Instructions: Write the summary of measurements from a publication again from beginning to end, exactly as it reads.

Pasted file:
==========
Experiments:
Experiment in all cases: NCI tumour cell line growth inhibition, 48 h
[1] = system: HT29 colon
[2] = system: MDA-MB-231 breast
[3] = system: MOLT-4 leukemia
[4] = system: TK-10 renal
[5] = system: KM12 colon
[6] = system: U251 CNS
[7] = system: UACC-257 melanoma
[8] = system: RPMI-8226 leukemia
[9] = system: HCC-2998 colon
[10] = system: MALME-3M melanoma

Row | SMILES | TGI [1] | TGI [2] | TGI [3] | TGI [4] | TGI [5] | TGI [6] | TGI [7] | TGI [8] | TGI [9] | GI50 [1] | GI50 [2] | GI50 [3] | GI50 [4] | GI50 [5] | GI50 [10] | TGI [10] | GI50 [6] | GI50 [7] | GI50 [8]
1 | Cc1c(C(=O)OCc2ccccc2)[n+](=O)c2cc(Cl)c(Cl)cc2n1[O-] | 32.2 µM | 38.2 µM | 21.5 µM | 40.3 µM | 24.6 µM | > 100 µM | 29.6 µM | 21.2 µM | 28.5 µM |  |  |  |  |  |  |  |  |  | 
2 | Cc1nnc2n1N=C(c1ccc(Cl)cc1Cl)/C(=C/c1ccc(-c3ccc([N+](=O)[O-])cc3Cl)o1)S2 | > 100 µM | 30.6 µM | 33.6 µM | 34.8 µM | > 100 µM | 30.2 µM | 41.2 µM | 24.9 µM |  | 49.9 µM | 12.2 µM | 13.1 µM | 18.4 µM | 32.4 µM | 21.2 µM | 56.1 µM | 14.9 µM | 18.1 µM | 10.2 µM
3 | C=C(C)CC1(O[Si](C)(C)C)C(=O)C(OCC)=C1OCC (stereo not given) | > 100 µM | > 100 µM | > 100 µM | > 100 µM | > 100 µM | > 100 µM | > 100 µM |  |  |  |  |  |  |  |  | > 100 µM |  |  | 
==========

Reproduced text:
Experiments:
Experiment in all cases: NCI tumour cell line growth inhibition, 48 h
[1] = system: HT29 colon
[2] = system: MDA-MB-231 breast
[3] = system: MOLT-4 leukemia
[4] = system: TK-10 renal
[5] = system: KM12 colon
[6] = system: U251 CNS
[7] = system: UACC-257 melanoma
[8] = system: RPMI-8226 leukemia
[9] = system: HCC-2998 colon
[10] = system: MALME-3M melanoma

Row | SMILES | TGI [1] | TGI [2] | TGI [3] | TGI [4] | TGI [5] | TGI [6] | TGI [7] | TGI [8] | TGI [9] | GI50 [1] | GI50 [2] | GI50 [3] | GI50 [4] | GI50 [5] | GI50 [10] | TGI [10] | GI50 [6] | GI50 [7] | GI50 [8]
1 | Cc1c(C(=O)OCc2ccccc2)[n+](=O)c2cc(Cl)c(Cl)cc2n1[O-] | 32.2 µM | 38.2 µM | 21.5 µM | 40.3 µM | 24.6 µM | > 100 µM | 29.6 µM | 21.2 µM | 28.5 µM |  |  |  |  |  |  |  |  |  | 
2 | Cc1nnc2n1N=C(c1ccc(Cl)cc1Cl)/C(=C/c1ccc(-c3ccc([N+](=O)[O-])cc3Cl)o1)S2 | > 100 µM | 30.6 µM | 33.6 µM | 34.8 µM | > 100 µM | 30.2 µM | 41.2 µM | 24.9 µM |  | 49.9 µM | 12.2 µM | 13.1 µM | 18.4 µM | 32.4 µM | 21.2 µM | 56.1 µM | 14.9 µM | 18.1 µM | 10.2 µM
3 | C=C(C)CC1(O[Si](C)(C)C)C(=O)C(OCC)=C1OCC (stereo not given) | > 100 µM | > 100 µM | > 100 µM | > 100 µM | > 100 µM | > 100 µM | > 100 µM |  |  |  |  |  |  |  |  | > 100 µM |  |  | 